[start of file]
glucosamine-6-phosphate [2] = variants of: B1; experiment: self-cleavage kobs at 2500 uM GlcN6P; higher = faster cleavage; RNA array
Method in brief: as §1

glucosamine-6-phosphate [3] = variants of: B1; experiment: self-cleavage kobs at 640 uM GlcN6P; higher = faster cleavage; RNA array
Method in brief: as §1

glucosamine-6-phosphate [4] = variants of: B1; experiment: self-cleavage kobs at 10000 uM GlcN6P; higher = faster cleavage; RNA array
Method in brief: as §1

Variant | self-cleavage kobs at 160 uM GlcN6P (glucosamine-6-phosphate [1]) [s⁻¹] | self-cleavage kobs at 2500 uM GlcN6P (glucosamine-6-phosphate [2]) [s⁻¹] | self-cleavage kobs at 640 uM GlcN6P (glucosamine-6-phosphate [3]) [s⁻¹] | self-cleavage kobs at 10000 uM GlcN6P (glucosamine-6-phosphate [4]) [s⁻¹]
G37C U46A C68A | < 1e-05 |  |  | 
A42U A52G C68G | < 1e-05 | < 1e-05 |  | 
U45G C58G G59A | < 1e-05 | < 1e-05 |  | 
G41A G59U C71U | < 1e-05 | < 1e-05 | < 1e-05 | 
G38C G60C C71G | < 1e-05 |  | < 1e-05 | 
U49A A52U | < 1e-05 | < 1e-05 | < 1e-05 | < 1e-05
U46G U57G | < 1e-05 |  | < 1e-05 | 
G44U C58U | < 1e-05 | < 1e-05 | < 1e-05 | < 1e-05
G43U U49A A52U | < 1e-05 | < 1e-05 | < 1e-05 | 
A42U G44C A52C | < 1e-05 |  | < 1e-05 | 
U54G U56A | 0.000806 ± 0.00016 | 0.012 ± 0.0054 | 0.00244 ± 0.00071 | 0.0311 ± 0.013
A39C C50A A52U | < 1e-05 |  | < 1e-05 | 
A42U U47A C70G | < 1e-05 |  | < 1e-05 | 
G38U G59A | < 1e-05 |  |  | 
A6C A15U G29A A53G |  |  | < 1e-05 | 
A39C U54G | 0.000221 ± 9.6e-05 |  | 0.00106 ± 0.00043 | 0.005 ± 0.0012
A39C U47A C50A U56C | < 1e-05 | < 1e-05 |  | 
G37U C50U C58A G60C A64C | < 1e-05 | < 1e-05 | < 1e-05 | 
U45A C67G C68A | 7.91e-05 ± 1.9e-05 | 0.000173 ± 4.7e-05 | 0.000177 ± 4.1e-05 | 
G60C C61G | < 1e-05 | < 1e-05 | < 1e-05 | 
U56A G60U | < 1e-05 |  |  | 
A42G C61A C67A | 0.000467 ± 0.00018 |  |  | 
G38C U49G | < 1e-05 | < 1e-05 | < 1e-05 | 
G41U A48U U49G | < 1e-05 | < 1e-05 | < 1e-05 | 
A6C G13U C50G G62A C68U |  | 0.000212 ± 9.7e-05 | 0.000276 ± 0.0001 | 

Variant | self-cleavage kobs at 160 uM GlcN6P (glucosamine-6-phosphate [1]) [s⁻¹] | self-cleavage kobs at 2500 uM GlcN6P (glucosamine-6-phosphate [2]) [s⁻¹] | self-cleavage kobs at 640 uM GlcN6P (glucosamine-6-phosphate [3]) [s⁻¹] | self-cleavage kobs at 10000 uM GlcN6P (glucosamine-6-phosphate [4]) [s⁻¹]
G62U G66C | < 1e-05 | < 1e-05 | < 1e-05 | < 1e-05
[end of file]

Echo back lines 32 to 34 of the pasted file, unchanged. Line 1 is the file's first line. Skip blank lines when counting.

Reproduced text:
A6C G13U C50G G62A C68U |  | 0.000212 ± 9.7e-05 | 0.000276 ± 0.0001 | 

Variant | self-cleavage kobs at 160 uM GlcN6P (glucosamine-6-phosphate [1]) [s⁻¹] | self-cleavage kobs at 2500 uM GlcN6P (glucosamine-6-phosphate [2]) [s⁻¹] | self-cleavage kobs at 640 uM GlcN6P (glucosamine-6-phosphate [3]) [s⁻¹] | self-cleavage kobs at 10000 uM GlcN6P (glucosamine-6-phosphate [4]) [s⁻¹]
G62U G66C | < 1e-05 | < 1e-05 | < 1e-05 | < 1e-05